.THE MODELS – RESOURCE-BASED MODEL  meet the criteria for being a source of sustainable competitive advantage. causal ambiguity and social complexity.  not all firms can successfully develop human resources as a sustain competitive advantage through imitating the HR practices of firms that have successfully developed human resources.  Human resources add value to the firm.  are rare and cannot be imitated  they are characterized by unique historical conditions.

PFEIFFER SIXTEEN PRACTICES OF COMPETITIVE ADVANTAGE THROUGH PEOPLE                 Employment security Incentive pay Participation and empowerment Symbolic egalitarianism Long-term perspective Selectivity in recruiting Employee ownership Teams and job redesign Wage compression Measurement of practices Cross-utilization & cross-training High wage Information sharing Training and skill development Promotion from within Overarching philosophy .

IN CONCLUSION  Sustainable competitive advantage can best be achieved by seeking improvement in the management of people.  . through better utilization of human resources  the resource-based view of the firm provides a framework for examining the role of human resources in competitive success and forces us to think more clearly about the quality of the workforce skills at various levels and the quality of the motivation climate created by strategic human resource management (Boxall 1996).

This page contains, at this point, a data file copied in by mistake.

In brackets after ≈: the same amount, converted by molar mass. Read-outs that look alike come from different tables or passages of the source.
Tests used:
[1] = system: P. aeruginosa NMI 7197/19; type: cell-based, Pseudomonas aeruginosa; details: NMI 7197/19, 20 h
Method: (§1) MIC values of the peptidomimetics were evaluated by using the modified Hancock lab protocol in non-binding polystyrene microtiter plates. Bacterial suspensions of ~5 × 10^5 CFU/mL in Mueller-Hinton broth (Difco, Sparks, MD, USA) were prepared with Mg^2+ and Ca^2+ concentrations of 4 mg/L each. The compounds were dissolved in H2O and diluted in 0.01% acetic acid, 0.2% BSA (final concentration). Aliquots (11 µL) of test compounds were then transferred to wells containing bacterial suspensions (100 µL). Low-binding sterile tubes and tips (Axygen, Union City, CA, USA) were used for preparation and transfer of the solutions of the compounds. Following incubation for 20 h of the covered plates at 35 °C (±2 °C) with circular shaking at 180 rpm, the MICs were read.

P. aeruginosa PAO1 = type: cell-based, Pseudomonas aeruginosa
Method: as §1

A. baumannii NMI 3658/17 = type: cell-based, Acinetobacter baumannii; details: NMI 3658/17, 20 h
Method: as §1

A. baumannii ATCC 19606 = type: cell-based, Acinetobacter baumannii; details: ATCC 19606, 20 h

BIBLIOGRAPHY        Barney. “The strategic Human Resource Management debate and the resource-based view of the firm” Human Resource Management Journal Child. Vol. J. G. R. J. Olin School of Business Washington University.based view” John M. 1994. (1985). MITSloan Management Review. M. Competitive Advantage: Creating and Sustaining Superior Performance. 2 Porter. 1996. Strategic Market Planning: The Pursuit of Competitive Advantage. USA: West Publishing Company. Day. Paul.W.”Human Assets and organization control: implication of the resource. . environment and performance: the role of strategic choice”. Coff. 17. Winter 2002. MN. Volume 43.. New York: The Free Press. Sociology. P. (1984).”Firm resources and sustained competitive advantage” Journal of Management. E. S. 1991. St. No 1 Boxall. 1972” Organisation structure. No.